He was finally arrested in Berlin by the Nazi secret police, the Gestapo, convicted in 1936 of treason and sentenced to 10 years in prison. He remained there until advancing Allied forces reached his prison, 30 miles west of Berlin, and freed him in the fading days of World War II.


His comparatively light sentence and preferential treatment during his imprisonment led to persistent rumors that he had cooperated with his Nazi captors.

Those rumors continued virtually to the end, with reports that at the crucial 1989 Politburo meeting where Honecker was toppled, East German secret police chief Erich Mielke finally forced a reluctant Honecker to give up power by threatening to publicize apparently damning evidence relating to his actions in prison.

After his release from prison in the Soviet-controlled occupation zone, Honecker, then 33, joined the newly formed Communist hierarchy that would eventually lead the East German state.

Initially responsible for the reconstituted Communist youth organization, the Free German Youth, he joined the Politburo as security chief in 1958, later planning the Berlin Wall operation and emerging as Ulbricht’s heir apparent.

During this period, he divorced his first wife and married Margot Feist, a youth group functionary, who eventually became his education minister. Also an unbending hard-liner, she was believed by many East Germans to reinforce his allergy to reform. She remained with him to the end.

In foreign affairs, Honecker concluded a treaty with West Germany in 1972 that formalized relations between the two states but avoided full mutual diplomatic recognition.


The accord eased travel restrictions on westerners visiting East Germany and permitted East German pensioners to visit the West.

It also paved the way for East Germany’s longed-for acceptance in the global community, giving it a U.N. seat and relations with key Western countries, including the United States, Britain and France.

In 1984, Honecker received Canadian Prime Minister Pierre Trudeau, the first head of government from the North Atlantic Treaty Organization to visit East Berlin, and three years later he crowned his achievements with an official trip to West Germany.

Although Honecker signed the Helsinki Final Act on security and human rights along with other European leaders in 1975, he kept East Germany among the Soviet Bloc’s most hard-line states.

He also refined East Germany’s cynical policy of “selling” political prisoners for badly needed Western goods and hard currency needed for economic development.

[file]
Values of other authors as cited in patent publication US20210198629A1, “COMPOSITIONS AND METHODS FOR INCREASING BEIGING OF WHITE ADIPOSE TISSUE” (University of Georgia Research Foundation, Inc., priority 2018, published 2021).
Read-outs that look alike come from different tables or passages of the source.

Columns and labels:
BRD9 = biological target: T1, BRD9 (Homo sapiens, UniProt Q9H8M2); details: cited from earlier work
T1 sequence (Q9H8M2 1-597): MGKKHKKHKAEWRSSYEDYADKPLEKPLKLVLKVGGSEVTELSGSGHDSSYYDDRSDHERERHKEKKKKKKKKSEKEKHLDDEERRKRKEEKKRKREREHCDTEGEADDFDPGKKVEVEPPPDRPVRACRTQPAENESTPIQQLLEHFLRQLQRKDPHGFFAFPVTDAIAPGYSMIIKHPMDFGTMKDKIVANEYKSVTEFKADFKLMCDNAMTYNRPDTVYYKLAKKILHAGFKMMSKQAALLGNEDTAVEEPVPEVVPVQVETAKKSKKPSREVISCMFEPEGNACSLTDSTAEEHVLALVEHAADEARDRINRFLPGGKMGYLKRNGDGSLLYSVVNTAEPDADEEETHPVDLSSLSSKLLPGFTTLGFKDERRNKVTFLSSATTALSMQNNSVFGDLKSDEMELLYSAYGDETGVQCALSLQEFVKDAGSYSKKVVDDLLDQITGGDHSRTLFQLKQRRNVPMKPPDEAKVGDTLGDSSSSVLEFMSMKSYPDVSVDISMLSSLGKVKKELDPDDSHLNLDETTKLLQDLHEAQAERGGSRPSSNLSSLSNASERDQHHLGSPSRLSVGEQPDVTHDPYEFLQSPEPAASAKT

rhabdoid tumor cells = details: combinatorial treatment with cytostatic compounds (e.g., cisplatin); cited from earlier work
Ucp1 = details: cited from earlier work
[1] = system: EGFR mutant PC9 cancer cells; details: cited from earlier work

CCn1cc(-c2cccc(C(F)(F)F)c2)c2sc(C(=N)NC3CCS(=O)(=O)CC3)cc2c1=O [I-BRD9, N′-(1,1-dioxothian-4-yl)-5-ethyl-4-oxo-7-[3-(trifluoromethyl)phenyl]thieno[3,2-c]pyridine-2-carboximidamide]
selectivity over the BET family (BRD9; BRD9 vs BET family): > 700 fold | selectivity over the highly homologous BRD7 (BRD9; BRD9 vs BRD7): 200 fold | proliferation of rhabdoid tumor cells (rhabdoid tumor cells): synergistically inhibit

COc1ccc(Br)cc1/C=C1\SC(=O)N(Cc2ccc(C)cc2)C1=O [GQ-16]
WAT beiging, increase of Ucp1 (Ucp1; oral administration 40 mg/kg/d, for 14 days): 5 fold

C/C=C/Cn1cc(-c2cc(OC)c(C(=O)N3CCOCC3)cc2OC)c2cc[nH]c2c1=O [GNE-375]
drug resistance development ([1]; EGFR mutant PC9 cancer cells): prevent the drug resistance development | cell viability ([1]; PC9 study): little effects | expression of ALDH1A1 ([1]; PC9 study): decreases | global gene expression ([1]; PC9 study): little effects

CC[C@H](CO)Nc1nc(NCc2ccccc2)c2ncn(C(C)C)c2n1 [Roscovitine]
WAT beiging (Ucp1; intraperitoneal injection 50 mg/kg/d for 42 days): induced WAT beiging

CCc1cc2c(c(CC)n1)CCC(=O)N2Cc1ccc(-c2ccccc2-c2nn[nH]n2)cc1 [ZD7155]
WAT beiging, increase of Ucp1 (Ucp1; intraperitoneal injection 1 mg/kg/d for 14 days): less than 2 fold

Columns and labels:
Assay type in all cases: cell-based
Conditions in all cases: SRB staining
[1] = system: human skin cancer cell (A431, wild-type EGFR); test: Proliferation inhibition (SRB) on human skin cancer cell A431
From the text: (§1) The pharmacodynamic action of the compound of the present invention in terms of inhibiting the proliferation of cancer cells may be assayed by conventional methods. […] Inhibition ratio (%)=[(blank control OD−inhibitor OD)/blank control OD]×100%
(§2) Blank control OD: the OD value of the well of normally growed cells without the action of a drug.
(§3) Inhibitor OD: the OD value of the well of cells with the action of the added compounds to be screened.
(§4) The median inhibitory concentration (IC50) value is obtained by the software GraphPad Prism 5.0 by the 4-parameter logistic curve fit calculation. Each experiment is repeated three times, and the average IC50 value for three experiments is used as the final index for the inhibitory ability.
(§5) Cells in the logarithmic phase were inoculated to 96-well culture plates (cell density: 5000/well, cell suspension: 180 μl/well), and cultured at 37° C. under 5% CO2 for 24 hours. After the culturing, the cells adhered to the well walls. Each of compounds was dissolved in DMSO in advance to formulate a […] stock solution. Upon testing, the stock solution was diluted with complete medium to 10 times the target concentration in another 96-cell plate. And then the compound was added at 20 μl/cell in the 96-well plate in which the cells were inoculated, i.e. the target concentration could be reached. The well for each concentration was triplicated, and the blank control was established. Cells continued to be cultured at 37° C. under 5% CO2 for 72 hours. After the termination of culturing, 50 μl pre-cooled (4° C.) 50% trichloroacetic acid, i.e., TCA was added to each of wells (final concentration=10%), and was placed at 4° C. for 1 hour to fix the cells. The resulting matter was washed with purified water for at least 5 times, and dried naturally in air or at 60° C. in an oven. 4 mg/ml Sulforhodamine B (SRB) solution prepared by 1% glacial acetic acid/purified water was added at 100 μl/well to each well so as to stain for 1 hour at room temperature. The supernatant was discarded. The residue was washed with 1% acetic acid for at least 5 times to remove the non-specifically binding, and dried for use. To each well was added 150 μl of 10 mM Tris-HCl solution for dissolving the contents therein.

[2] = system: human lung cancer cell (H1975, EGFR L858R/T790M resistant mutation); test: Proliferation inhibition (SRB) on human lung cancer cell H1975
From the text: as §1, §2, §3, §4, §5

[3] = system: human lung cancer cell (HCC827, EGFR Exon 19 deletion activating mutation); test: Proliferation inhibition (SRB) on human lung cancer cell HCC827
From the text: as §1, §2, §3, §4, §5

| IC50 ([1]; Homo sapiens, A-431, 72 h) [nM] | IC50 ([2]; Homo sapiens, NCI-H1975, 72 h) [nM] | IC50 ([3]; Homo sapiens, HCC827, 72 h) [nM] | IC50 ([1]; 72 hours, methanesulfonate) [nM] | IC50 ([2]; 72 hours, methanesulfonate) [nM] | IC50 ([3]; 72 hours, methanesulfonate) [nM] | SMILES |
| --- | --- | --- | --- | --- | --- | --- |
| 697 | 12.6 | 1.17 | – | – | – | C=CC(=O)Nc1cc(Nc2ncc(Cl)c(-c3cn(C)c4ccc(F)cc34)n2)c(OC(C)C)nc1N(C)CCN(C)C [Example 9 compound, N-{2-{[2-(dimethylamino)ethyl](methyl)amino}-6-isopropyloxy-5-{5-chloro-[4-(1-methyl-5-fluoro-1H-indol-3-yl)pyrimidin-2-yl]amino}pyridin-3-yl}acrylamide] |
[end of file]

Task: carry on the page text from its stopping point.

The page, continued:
Between the mid-1960s and the fall of the Berlin Wall, West Germany is believed to have paid about $2 billion for the freedom of a quarter-million East Germans.


Recent information has revealed that East German judges were given quotas of people to sentence so that the supply of political prisoners remained high enough to guarantee the needed hard-currency income.

In his later years, the small, feisty Honecker became increasingly remote even from his own people, frequently delivering dry, uninspiring speeches in his strange, high-pitched lilt at such speed that he invariably swallowed his words.

One party member invited to the inner sanctum of his government offices for a reception in the mid-1980s was shocked that even in this safe, closed circle, Honecker remained distant and stiff.

“He marched in, sat down, picked a paper from his pocket, read it and then left,” the party member said. “It was as if an invisible wall were between him and the rest of us.”

In a visit to East Berlin in early October, 1989, Gorbachev urged Honecker to liberalize, warning him that “history punishes those who delay.”

Within two weeks, Gorbachev’s prediction became fact and Honecker was ousted by a panicky Politburo trying to save itself from being overwhelmed by the revolution.


Mentally out of touch and suffering from liver cancer, Honecker was briefly arrested in January, 1990, and charged with treason but was released 36 hours later for health reasons.

Following German unification, the Bonn government issued its own arrest warrant for Honecker, this time on Wall-related manslaughter charges. But by then, Honecker had been moved to a Soviet military hospital south of Berlin and the warrant could not be served.

Apparently out of a sense of loyalty to a former fellow Communist leader, Gorbachev personally approved Honecker’s secret flight to Moscow in March, 1991, where he remained out of reach of German authorities.

With the failure of the August, 1991, coup in Moscow and the collapse of hard-line Soviet power, Honecker fled to the Chilean Embassy, where his friend, Clodomiro Almeyda, was ambassador.

Honecker was eventually returned to Berlin in July, 1992, to face up to 75 criminal charges--most of them linked to shooting deaths that occurred at the Berlin Wall during his rule.

He was put on trial a few months later with Mielke and other members of the East German regime in proceedings that some likened to the post-World War II trials of Nazi leaders at Nuremberg.


But suffering from depression and advanced cancer, he was released for health reasons in January, 1993, and allowed to fly to Chile.

Long reported from Santiago, Chile, and Marshall reported from Berlin.